Talk to any advertising network or vendor about their mobile geotargeting capabilities, and you’d think they are an offshoot of the NSA in knowing where everyone is at any time. In reality, and unfortunately, they are more like Keystone Kops when it comes to accuracy and precision of their targeting.
There are many ways used to get a user’s location, including:
- Mobile IP
- Registration data
- Location-based content
- Cell tower
- Caller ID
Obviously, from the list above, you can see not all methods are equal. The truth is that different vendors have different methodologies, and it’s important you vet each of them to understand just how well they will be able to get to your desired consumer.
Today, we’ll focus on why IP address targeting, even though it falls in the middle of the continuum above, is a poor way of going about mobile geotargeting. It’s important to understand this because for most publishers, this is their “most accurate” measure, which should not be good enough for you.
Targeting by IP address is inaccurate for three primary reasons:
- Users connect to multiple IP servers throughout the course of a day.
- Between checking your email at home on your phone, and running into Starbucks to plopping yourself down at your office chair, you have probably connected to several WiFi networks that are shared by multiple users. Think about if you’re traveling, and connect to the airport WiFi, or if you attend a technical conference, and everyone’s hogging bandwidth on the too-slow network provided.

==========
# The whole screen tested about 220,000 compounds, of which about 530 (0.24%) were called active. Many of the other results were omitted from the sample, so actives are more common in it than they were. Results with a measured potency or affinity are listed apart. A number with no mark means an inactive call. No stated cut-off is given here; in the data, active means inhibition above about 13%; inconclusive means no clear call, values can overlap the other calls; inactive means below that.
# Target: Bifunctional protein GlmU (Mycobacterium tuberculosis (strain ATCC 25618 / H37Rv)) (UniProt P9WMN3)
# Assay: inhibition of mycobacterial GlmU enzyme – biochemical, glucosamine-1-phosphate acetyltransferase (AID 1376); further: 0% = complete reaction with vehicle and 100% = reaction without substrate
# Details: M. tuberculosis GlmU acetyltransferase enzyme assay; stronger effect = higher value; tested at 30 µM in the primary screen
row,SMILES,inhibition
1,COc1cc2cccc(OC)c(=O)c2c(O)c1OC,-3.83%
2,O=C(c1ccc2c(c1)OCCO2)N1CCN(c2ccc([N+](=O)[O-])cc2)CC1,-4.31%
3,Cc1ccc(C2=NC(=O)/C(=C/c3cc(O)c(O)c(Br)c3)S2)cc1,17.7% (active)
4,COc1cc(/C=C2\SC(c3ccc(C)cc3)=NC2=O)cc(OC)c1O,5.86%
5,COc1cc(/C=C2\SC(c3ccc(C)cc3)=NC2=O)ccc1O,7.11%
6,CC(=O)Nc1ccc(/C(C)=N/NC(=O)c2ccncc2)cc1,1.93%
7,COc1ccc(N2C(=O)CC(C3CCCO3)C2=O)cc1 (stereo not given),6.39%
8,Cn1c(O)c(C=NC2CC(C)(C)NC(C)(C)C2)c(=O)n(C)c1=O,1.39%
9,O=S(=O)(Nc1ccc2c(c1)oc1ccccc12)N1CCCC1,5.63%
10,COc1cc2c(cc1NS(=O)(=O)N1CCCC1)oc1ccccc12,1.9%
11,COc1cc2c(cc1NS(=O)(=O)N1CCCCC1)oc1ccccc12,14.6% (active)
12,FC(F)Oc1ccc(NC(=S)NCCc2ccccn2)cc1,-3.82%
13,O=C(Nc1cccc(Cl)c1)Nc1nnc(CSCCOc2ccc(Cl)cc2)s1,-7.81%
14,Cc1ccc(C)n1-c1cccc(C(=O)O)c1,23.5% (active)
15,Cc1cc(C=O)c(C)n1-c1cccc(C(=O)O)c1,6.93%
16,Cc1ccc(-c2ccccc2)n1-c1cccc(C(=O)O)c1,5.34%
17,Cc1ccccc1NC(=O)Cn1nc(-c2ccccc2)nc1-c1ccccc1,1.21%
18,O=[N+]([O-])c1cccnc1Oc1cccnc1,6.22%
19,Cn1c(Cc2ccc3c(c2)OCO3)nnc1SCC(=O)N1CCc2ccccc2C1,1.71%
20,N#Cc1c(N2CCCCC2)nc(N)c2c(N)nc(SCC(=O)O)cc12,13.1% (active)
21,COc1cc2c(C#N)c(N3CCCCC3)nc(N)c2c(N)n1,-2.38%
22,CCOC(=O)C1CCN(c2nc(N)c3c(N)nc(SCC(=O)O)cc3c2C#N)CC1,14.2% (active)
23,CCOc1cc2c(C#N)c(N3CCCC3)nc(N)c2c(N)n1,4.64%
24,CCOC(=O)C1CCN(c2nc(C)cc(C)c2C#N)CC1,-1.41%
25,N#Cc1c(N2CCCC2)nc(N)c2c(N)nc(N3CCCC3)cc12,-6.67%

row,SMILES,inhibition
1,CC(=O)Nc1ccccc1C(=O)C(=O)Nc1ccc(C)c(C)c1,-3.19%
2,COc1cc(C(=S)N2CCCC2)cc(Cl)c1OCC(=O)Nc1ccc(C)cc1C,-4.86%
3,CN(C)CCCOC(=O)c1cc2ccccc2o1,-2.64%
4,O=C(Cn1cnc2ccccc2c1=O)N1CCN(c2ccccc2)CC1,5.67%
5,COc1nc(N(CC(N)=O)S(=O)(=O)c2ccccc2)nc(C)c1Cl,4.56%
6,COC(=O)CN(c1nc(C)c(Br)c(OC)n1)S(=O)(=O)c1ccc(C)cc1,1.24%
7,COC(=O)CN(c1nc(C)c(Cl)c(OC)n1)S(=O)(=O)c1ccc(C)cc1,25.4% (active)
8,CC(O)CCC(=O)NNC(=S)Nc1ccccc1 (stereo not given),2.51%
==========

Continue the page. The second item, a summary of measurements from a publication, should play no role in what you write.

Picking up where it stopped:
- IP addresses could also resolve to a carrier IP address, which is very inaccurate.
This is not to say that IP address targeting is completely useless. It’s only useless if used as the sole way of identifying location. Instead, ask if networks or publisher is able to combine that with other, better methodologies such as lat/long truncated to a zip code. Doing so will start your campaigns off on a much better foot, and require less time to learn what’s not working and allow more money to be spent on effective targeted placements.
Now, if only the NSA offered CPA pricing…